The former President of Shell Oil – America then begins to describe what he perceives to be the inability of our political institutions to develop sound energy policy and how recent history is replete with examples of that inability causing harm and misery to U.S. citizens at varying degrees.  “The call for American energy independence was first made more than 35 years ago.  At that time, we imported about one-third of our oil from other nations.  After three and a half decades of repeated commitments by presidents, presidential candidates, and countless elected and appointed officials of both major parties at federal and state levels, after dozens of energy bills over the intervening years, through recessions and periods of heady economic growth and prosperity, by 2008 we imported two-thirds of our oil from other nations.  Our reliance on foreign oil increased, not deceased.” (Amazon Kindle: 458-461)  More importantly, he concludes that recent examples of energy disruption and temporary fuel price spikes are a foreshadowing of greater energy and economic troubles in the near, medium and long-term.  He believes these interruptions and energy cost volatility will inevitably force the U.S. economy into a position in which it is unable to meet the reasonable expectations of our country’s citizenry and possible loss of our superpower status.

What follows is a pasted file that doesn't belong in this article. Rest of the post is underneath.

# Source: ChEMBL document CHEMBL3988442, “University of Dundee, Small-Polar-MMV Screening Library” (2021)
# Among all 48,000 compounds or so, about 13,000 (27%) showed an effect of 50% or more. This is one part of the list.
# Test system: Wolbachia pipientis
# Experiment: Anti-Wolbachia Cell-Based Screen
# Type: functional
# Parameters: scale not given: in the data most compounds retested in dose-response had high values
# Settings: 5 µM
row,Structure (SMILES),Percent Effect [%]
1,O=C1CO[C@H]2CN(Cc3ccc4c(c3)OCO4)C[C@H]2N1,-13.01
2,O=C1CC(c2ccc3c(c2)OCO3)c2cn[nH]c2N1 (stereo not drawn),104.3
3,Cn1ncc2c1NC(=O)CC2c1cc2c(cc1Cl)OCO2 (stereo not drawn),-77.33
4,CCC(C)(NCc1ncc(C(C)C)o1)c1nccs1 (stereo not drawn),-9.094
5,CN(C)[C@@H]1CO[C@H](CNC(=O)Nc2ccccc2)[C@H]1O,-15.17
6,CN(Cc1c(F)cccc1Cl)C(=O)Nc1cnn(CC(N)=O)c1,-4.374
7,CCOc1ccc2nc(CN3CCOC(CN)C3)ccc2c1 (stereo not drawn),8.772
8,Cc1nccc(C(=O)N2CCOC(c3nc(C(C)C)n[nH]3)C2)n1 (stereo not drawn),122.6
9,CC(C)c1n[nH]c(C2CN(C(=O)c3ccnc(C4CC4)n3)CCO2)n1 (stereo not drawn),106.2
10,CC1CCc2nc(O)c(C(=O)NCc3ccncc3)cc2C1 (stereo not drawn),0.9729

John Hofmeister spends significant portions of the book discussing the scale and enormity of our current energy infrastructure.  One such example is as follows, “Americans use…10,000 gallons [of oil] per second.” (Amazon Kindle: 502-06)  Or, “Nearly half of the electricity in the United States comes from coal-burning generating plants…we burn through a [train] car-load of coal every three seconds, 20 car-loads per minute, 1,200 per hour.”  (Amazon Kindle: 624 – 630)  As he compares this to alternative energy sources he resoundingly concludes, alternative energy sources cannot replace this behemoth fast enough to avoid unprecedented economic distress.  “[W]e can’t just turn it off.  In an electron society, we couldn’t run our hospitals, banks, companies, households, governments, schools, and public safety without it.  For these reasons, it is naïve and dangerous simply to argue for no more coal.” (Amazon Kindle 636)